Students of Nsawkaw State SHS cultivate weed to pay fees

Joy News’ investigations into marijuana cultivation in the Brong Ahafo region have revealed some students are engaged in the practice to pay for their education.

In one of the schools, Nsawkaw State Senior High School, students were discovered to be engaged in marijuana or “weed” farming and smuggling to neighbouring Burkina Faso and Mali simply to raise money to cater for their educational needs.

Joy News’ Kwetey Nartey reports that with no means of survival after school, the students go into full scale weed farming till they are caught by the police.

Joe Manu [not real name], a former student of the Nsawkaw State Senior High School now specializes in growing marijuana, or Indian hemp, as a full time business. Joe walked Kwetey Nartey through how he has been cultivating and smuggling marijuana to neighbouring Burkina Faso and Mali.

In his room, Joe pulled out a black polythene bag full of Indian hemp, and confirmed that he cultivated weed to pay for his secondary education.

The 27 year old was introduced into the business when he was only nine years old by his senior brother. He attended class on Mondays and Tuesdays and spent the rest of the days on his weed farm.

Like him, other students who did not want to be identified’said the only lucrative activity that can fund their education and enable them cater for their families is marijuana farming.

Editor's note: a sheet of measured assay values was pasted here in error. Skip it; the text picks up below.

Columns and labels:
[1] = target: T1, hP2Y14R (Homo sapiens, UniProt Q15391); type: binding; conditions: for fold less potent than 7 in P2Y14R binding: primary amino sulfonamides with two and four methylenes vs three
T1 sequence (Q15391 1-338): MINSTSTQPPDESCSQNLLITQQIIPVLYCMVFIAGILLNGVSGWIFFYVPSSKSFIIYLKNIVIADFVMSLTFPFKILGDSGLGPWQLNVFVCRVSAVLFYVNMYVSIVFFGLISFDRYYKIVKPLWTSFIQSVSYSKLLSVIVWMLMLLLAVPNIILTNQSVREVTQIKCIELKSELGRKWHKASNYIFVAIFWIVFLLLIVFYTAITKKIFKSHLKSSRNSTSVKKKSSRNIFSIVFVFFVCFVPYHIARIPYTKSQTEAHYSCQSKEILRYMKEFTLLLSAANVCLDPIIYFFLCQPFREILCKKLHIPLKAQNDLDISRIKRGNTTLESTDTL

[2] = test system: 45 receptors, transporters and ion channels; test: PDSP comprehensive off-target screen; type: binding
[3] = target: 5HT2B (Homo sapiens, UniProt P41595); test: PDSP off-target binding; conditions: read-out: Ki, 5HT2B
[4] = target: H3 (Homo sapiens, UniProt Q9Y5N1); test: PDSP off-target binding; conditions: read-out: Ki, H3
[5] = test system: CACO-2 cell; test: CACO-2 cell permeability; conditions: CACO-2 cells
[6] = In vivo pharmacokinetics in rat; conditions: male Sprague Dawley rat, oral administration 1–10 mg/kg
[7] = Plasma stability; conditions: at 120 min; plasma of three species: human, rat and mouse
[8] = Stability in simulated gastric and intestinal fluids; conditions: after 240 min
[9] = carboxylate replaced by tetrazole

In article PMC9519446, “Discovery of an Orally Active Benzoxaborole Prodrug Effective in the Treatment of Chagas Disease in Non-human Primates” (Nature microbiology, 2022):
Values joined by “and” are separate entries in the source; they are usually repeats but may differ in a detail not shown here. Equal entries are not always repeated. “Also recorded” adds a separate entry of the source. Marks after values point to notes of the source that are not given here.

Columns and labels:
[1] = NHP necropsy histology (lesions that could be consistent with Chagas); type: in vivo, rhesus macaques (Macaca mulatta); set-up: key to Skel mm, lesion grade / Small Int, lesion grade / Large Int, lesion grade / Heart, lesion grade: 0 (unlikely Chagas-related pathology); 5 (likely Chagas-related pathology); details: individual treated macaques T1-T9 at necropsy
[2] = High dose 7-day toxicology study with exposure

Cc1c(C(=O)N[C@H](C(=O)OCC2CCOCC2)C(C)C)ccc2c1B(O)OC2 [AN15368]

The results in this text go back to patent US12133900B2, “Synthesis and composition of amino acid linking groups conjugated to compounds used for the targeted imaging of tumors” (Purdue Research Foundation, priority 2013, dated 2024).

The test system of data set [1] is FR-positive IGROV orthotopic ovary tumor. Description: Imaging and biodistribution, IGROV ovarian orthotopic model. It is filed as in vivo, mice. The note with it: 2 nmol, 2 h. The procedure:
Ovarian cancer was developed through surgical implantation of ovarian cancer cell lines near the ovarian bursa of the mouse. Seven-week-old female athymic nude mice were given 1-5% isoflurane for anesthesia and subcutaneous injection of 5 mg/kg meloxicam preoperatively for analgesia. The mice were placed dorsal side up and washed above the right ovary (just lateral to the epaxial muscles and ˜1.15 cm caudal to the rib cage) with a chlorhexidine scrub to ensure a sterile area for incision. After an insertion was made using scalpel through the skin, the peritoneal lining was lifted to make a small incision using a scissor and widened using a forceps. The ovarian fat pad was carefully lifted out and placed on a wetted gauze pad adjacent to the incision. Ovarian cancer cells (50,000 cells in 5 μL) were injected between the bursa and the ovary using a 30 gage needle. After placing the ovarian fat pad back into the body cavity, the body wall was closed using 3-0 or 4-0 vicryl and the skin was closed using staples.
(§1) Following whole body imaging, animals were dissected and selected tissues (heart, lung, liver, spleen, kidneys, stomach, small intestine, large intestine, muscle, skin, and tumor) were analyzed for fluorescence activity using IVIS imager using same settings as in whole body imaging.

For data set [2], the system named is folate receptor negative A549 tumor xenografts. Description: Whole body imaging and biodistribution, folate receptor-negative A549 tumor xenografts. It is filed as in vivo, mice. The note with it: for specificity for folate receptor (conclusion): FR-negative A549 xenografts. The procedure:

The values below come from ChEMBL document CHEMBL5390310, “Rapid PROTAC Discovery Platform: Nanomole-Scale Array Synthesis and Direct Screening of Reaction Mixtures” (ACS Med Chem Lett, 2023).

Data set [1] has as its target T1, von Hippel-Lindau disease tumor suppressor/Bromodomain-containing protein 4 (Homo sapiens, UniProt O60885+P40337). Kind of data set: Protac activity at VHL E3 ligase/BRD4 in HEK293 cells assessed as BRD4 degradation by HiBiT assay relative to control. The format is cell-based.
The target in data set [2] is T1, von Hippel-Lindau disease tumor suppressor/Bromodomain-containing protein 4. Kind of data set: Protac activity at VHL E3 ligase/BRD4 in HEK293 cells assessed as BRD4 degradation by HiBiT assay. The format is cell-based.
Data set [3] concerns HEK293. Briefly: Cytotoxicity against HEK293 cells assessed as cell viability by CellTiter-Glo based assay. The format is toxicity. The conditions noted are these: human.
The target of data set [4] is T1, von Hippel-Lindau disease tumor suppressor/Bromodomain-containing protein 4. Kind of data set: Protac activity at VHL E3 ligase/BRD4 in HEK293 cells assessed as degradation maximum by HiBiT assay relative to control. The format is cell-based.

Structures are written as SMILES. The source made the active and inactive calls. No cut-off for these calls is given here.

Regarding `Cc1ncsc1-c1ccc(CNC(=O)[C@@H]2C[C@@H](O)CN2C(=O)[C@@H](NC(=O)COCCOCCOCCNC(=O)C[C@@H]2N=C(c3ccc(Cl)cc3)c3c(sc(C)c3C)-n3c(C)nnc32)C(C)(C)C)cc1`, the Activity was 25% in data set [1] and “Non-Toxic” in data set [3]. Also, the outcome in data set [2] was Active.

One of the teachers at Nsawkaw corroborated the story but said the students are tightlipped about the location of their farms.

Victor Owusu Ansah agrees, a former national service teacher at the Nsawkaw State Senior High School, he said the practice is an open secret.

But the headmaster of the school, Kwame Ampofo Opoku denies knowledge of the claim. He however admits many students are unable to pay their fees.

With many families at Nsawkaw unable to pay for their children’s education, it appears the practice may not end anytime soon until government provides a safety net to economically empower them otherwise’accessing secondary education will remain a pipedream for many young people in the area.

Listen to Kwetey Nartey’s report

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